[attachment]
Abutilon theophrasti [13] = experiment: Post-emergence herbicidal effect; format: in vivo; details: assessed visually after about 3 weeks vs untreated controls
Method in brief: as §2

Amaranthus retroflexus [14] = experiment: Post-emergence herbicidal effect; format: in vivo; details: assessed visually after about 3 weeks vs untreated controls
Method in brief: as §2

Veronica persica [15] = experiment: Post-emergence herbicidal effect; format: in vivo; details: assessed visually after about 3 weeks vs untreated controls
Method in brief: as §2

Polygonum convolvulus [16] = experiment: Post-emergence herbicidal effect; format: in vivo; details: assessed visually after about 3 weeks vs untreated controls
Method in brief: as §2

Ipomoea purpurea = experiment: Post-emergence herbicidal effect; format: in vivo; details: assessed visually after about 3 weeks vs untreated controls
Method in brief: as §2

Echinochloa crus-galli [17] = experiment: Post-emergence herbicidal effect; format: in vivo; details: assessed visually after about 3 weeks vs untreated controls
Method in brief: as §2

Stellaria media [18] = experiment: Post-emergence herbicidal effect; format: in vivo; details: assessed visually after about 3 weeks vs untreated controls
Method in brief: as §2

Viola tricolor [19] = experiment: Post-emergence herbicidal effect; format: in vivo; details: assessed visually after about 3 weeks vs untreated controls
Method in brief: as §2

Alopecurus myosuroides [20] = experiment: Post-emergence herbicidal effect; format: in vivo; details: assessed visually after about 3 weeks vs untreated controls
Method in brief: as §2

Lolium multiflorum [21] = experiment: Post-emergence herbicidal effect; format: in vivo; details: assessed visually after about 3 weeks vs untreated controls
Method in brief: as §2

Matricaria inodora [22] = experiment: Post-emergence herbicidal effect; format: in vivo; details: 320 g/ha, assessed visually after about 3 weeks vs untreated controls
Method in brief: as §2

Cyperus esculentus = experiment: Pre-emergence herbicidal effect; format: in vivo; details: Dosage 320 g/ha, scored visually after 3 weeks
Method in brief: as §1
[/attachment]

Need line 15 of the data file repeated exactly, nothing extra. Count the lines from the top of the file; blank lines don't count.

Viola tricolor [19] = experiment: Post-emergence herbicidal effect; format: in vivo; details: assessed visually after about 3 weeks vs untreated controls